After a festival tour back in 2006 and a now-out-of-print DVD release, Asghar Farhadi’s Fireworks Wednesday has been theatrically re-released by the newly established Grasshopper Films. The drama is another precisely calibrated, culturally specific demonstration of Farhadi’s skills in constructing empathy machines. Further in line with the director’s filmography, this story has a nesting-doll structure that combines ingrained social hierarchies, domestic drama, and a tragic intersection of misunderstandings. And while it doesn’t feel as revelatory as the other recent Farhadi re-release, the claustrophobic, L’Avventura-esque About Elly, it’s more than merely an artifact from one of our best contemporary directors. If anything, it’s a testament to the fastidious construction of latter-day work such as A Separation and The Past.
Fireworks Wednesday resembles much of Farhadi’s work in how it shifts on the repercussions of an inciting incident. The event, this time, is less literal and more a representation of long-held perceptions that have curdled into something increasingly harmful. Roohi (Taraneh Alidoosti) is in the throes of the honeymoon period of her relationship. In an attempt to make some money, she takes a temporary position as a maid and is plopped down onto the battleground of Mozhde (Hediyeh Tehrani) and Morteza (Hamid Farokhnezhad), a long-wilting couple whose relationship has been chipped away by festering doubts, duplicity, and the disappointment of failed potential.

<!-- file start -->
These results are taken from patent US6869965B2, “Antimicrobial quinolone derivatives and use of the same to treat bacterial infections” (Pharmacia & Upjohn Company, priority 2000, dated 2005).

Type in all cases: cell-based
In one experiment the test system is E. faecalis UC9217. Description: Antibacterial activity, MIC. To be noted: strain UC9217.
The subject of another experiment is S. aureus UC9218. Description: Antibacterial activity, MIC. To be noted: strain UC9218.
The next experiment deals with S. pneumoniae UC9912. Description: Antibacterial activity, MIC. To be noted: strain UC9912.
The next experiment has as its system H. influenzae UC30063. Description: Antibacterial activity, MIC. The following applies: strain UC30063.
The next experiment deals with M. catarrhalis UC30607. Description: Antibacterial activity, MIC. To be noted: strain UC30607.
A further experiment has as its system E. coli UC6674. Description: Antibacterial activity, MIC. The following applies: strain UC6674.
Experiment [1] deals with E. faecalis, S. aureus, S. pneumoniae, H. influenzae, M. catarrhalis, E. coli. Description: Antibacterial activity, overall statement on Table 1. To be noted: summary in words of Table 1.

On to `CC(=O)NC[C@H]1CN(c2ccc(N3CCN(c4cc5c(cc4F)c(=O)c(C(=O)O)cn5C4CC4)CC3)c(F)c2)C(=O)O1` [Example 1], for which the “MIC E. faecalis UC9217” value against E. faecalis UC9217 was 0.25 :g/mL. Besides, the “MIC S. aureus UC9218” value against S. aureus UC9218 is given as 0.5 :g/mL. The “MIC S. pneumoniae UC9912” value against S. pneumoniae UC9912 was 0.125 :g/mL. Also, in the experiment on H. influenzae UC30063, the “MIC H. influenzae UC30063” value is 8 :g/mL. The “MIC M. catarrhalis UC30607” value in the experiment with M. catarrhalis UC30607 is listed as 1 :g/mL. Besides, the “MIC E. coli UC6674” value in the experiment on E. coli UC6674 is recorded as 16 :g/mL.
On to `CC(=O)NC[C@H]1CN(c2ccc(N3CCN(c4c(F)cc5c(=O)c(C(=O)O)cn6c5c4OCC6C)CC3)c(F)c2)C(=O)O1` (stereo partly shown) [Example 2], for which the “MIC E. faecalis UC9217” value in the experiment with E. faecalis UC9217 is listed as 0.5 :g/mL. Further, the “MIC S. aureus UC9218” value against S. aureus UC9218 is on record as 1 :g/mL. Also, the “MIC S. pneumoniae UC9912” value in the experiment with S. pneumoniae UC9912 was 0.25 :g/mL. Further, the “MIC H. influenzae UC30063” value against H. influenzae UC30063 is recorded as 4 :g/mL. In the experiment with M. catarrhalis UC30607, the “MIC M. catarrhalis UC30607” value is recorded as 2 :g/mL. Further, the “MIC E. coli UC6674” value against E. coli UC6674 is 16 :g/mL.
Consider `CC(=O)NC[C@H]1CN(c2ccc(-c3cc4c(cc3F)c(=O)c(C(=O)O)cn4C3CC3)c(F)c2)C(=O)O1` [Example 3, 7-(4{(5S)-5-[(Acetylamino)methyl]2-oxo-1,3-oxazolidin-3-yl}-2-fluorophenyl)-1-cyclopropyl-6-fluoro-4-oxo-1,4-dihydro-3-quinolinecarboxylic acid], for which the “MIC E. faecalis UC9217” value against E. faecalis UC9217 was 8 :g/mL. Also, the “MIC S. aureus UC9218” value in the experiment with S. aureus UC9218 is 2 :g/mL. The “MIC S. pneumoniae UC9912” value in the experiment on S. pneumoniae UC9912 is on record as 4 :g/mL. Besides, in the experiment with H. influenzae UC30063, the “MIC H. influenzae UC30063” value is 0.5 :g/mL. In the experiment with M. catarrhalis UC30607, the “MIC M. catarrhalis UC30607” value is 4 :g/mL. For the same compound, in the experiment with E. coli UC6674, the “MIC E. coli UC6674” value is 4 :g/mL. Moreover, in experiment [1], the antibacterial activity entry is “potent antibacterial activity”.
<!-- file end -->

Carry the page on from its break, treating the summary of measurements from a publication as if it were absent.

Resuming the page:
As Roohi mirthfully cleans throughout the house, gleaming in excitement for her coming wedding, potential secrets are being tossed around within earshot. They’re deep-rooted conversations, and their meaning is easily misunderstood. The narrative is a series of misunderstandings, but they’re revealing about the fragmentation of fragile relationships, the isolation of motherhood, and the dangers of an insulation from self-awareness.
In the early going, Roohi is just as likely to engage in the gossip, using her limited knowledge to find an entry point with the neighbors, particularly Simin (a standout Pantea Bahram), a kindly woman who runs a salon out of her apartment and who Mozdhe coincidently suspects is having an affair with her husband. Roohi is all but lunging at the opportunity to assume things about the arguments that are happening next door. “I barely arrived and she told me to leave and paid me,” she says in exasperation, speaking to the salon owner about being paid five-thousand tomans without finishing the work.
Simine isn’t innocent in all of this, but she’s especially faced the repercussions of idle gossip, having left her husband and being one of the only single women in the apartment complex. The community regularly complains, believing her to be an unseemly influence on the tightly patriarchal community.